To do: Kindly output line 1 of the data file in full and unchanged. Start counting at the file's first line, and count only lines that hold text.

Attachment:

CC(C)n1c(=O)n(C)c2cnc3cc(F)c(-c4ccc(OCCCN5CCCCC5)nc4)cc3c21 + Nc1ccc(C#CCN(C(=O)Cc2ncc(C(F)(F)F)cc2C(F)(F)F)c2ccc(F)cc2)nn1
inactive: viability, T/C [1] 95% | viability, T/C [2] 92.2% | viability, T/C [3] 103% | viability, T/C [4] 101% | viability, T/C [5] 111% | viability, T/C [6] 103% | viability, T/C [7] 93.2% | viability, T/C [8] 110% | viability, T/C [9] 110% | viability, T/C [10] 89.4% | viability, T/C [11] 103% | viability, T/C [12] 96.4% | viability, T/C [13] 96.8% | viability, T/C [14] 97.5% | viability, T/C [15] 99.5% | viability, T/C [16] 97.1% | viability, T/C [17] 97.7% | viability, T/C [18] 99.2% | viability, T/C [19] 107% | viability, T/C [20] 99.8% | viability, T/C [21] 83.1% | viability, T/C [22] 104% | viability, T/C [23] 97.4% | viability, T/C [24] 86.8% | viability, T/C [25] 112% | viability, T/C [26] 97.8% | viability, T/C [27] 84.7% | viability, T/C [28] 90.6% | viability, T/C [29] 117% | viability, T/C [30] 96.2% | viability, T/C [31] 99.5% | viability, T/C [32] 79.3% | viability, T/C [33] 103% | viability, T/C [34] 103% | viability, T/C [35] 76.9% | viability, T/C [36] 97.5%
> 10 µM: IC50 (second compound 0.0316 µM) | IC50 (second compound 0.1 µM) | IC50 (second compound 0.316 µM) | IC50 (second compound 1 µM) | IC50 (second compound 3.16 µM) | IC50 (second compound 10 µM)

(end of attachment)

CC(C)n1c(=O)n(C)c2cnc3cc(F)c(-c4ccc(OCCCN5CCCCC5)nc4)cc3c21 + Nc1ccc(C#CCN(C(=O)Cc2ncc(C(F)(F)F)cc2C(F)(F)F)c2ccc(F)cc2)nn1